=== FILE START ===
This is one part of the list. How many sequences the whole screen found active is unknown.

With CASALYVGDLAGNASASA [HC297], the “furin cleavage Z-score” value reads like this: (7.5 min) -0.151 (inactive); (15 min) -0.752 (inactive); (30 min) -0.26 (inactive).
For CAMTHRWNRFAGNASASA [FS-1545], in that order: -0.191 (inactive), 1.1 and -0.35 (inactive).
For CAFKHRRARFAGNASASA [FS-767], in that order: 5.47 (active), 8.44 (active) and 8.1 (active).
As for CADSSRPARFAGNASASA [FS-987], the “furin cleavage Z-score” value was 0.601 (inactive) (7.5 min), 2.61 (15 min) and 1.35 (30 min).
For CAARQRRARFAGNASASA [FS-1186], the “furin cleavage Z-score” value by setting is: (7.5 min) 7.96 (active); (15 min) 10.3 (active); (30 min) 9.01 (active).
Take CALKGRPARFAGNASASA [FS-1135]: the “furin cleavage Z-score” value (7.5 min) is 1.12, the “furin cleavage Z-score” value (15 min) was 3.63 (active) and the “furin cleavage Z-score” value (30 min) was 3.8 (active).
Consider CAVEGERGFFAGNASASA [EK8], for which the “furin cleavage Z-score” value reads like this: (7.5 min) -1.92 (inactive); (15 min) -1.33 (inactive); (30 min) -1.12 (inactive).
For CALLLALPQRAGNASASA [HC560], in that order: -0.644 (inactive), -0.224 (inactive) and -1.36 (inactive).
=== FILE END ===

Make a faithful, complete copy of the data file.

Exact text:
This is one part of the list. How many sequences the whole screen found active is unknown.

With CASALYVGDLAGNASASA [HC297], the “furin cleavage Z-score” value reads like this: (7.5 min) -0.151 (inactive); (15 min) -0.752 (inactive); (30 min) -0.26 (inactive).
For CAMTHRWNRFAGNASASA [FS-1545], in that order: -0.191 (inactive), 1.1 and -0.35 (inactive).
For CAFKHRRARFAGNASASA [FS-767], in that order: 5.47 (active), 8.44 (active) and 8.1 (active).
As for CADSSRPARFAGNASASA [FS-987], the “furin cleavage Z-score” value was 0.601 (inactive) (7.5 min), 2.61 (15 min) and 1.35 (30 min).
For CAARQRRARFAGNASASA [FS-1186], the “furin cleavage Z-score” value by setting is: (7.5 min) 7.96 (active); (15 min) 10.3 (active); (30 min) 9.01 (active).
Take CALKGRPARFAGNASASA [FS-1135]: the “furin cleavage Z-score” value (7.5 min) is 1.12, the “furin cleavage Z-score” value (15 min) was 3.63 (active) and the “furin cleavage Z-score” value (30 min) was 3.8 (active).
Consider CAVEGERGFFAGNASASA [EK8], for which the “furin cleavage Z-score” value reads like this: (7.5 min) -1.92 (inactive); (15 min) -1.33 (inactive); (30 min) -1.12 (inactive).
For CALLLALPQRAGNASASA [HC560], in that order: -0.644 (inactive), -0.224 (inactive) and -1.36 (inactive).